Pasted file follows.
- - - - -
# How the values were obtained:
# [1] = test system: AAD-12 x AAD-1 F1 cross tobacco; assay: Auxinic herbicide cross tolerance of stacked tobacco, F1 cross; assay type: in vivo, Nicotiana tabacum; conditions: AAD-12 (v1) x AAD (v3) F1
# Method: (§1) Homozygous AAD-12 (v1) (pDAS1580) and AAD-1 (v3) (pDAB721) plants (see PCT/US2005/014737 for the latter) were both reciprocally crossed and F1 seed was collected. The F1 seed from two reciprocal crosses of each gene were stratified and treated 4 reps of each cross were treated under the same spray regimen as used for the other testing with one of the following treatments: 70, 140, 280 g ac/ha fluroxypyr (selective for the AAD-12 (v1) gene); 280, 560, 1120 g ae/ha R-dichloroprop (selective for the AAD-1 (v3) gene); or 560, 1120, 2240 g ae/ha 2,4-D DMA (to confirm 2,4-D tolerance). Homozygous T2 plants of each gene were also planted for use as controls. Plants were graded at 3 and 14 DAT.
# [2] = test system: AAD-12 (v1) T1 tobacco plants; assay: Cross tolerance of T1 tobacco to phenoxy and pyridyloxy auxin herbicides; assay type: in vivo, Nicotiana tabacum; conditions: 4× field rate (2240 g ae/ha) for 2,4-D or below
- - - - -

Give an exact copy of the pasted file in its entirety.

# How the values were obtained:
# [1] = test system: AAD-12 x AAD-1 F1 cross tobacco; assay: Auxinic herbicide cross tolerance of stacked tobacco, F1 cross; assay type: in vivo, Nicotiana tabacum; conditions: AAD-12 (v1) x AAD (v3) F1
# Method: (§1) Homozygous AAD-12 (v1) (pDAS1580) and AAD-1 (v3) (pDAB721) plants (see PCT/US2005/014737 for the latter) were both reciprocally crossed and F1 seed was collected. The F1 seed from two reciprocal crosses of each gene were stratified and treated 4 reps of each cross were treated under the same spray regimen as used for the other testing with one of the following treatments: 70, 140, 280 g ac/ha fluroxypyr (selective for the AAD-12 (v1) gene); 280, 560, 1120 g ae/ha R-dichloroprop (selective for the AAD-1 (v3) gene); or 560, 1120, 2240 g ae/ha 2,4-D DMA (to confirm 2,4-D tolerance). Homozygous T2 plants of each gene were also planted for use as controls. Plants were graded at 3 and 14 DAT.
# [2] = test system: AAD-12 (v1) T1 tobacco plants; assay: Cross tolerance of T1 tobacco to phenoxy and pyridyloxy auxin herbicides; assay type: in vivo, Nicotiana tabacum; conditions: 4× field rate (2240 g ae/ha) for 2,4-D or below